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A Vigil for Unity Amid Political Unrest

Fri, 01/08/2021 - 11:03
People are asked to have their own candles, ready to light, at an interfaith candlelight vigil on Saturday.
Carissa Katz

“There’s a lot of pain and anger and fear in our country right now, and we already knew that there was divisiveness, but the events that took place in Washington, D.C., two days ago really struck a nerve,” Rabbi Josh Franklin of the Jewish Center of the Hamptons said by phone on Friday.

That’s why the East Hampton Clericus, a group of leaders representing the different religious organizations in the community, has planned an interfaith candlelight vigil on Saturday at 5 p.m. via Zoom. Open to all people regardless of faith or denomination, it is meant to have a healing effect in response to the violent storming of the United States Capitol earlier this week by a large mob of fervent supporters of President Trump, which happened on the very day that Congress was to certify President-elect Joe Biden’s victory in the November election.

Rabbi Franklin, who is a member of the Clericus, said leaning on each other during times of difficulty will help people cope with hardship. “If we could be together in person we absolutely would, but at least virtually, we wanted to do something to support our communities and pray for peace, pray for our country, and pray for healing,” he said. “I don’t know if ‘peace’ is the right word — for reconciliation, for unity. We really need to come back together amidst this insane divisiveness.”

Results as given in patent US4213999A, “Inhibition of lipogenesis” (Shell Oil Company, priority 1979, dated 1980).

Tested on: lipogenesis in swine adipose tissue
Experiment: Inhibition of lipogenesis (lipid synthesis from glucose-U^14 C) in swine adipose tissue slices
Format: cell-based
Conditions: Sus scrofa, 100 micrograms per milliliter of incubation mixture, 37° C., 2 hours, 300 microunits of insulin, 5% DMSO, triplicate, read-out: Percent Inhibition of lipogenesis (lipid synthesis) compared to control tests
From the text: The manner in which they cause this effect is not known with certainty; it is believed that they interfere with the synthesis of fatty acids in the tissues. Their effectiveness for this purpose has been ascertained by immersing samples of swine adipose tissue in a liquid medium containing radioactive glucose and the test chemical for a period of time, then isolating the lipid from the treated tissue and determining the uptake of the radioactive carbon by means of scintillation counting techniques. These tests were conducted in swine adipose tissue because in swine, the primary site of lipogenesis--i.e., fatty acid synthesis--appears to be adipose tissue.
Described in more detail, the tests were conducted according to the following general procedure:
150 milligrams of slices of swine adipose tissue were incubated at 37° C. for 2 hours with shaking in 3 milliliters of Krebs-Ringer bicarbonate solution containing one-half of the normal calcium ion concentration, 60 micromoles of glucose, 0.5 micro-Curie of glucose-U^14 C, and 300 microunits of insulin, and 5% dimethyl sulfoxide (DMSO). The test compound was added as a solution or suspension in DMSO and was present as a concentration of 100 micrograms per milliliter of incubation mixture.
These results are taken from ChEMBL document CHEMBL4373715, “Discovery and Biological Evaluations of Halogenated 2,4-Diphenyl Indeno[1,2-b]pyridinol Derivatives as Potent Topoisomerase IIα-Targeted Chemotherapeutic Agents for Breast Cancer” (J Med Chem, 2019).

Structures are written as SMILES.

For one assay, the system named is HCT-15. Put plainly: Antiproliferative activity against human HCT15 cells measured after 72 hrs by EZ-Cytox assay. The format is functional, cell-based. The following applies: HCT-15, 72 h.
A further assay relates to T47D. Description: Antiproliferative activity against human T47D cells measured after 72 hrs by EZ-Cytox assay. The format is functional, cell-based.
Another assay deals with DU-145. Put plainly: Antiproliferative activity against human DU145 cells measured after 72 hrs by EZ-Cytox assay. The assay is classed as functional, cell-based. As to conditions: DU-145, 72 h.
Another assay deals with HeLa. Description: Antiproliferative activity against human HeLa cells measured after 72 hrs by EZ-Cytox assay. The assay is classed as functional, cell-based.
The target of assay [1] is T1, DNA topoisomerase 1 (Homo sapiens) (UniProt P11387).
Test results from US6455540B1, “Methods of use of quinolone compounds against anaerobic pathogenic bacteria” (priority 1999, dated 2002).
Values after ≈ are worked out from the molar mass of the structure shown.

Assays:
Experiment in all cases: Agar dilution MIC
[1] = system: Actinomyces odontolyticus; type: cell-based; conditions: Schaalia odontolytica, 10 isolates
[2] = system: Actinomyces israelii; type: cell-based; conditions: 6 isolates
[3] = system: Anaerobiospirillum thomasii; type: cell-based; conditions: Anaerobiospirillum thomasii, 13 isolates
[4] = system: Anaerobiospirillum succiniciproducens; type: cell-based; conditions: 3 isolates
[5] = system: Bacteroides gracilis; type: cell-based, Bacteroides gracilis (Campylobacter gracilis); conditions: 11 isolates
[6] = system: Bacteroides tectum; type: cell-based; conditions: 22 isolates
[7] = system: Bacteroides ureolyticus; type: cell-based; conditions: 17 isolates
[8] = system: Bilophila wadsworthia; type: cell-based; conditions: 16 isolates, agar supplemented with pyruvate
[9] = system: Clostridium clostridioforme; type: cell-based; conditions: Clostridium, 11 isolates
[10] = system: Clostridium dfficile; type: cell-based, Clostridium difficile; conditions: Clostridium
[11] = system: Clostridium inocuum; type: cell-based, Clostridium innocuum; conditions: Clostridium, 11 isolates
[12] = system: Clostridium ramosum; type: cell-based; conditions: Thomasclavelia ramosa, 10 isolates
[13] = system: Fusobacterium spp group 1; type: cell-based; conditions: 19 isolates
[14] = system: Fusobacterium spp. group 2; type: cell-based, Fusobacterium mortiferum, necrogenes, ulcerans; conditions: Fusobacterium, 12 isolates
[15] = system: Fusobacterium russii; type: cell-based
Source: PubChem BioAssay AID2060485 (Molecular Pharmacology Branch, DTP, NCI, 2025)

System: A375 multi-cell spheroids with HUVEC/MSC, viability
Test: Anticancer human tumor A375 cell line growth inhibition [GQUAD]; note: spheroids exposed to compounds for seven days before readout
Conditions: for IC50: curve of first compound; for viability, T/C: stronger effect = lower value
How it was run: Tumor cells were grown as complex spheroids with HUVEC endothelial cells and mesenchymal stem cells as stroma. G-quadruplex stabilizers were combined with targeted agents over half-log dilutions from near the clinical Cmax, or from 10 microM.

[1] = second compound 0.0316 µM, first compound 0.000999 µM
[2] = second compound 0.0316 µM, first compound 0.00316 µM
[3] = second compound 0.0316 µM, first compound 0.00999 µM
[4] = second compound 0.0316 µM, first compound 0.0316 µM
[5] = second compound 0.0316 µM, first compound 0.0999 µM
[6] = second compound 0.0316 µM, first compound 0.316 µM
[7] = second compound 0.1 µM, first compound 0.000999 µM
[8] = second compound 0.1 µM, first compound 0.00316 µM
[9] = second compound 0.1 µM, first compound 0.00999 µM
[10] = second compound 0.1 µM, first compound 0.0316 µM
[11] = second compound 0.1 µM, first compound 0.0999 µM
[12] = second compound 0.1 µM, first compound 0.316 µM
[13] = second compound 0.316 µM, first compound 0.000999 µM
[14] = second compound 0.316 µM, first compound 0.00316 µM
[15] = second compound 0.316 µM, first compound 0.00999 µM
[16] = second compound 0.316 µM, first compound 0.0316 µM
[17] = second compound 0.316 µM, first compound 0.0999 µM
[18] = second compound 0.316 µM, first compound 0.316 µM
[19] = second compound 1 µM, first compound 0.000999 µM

The vigil is expected to last an hour. People should have their own candles, ready to light during the event. The Zoom link can be found on the website of the Jewish Center of the Hamptons, at bit.ly/2Lfeduv.

Pastor Scot McCachren of the East Hampton Presbyterian Church, who is the lead moderator of the Clericus (a role that periodically shifts to different clergy members), said the goal is to “come together and remember who we are both as neighbors and the East Hampton community.”

“We may disagree with each other about politics, but that’s not fundamentally who we are,” Pastor McCachren said. “We love each other. I think we need to get together and remember that, and pray together.”


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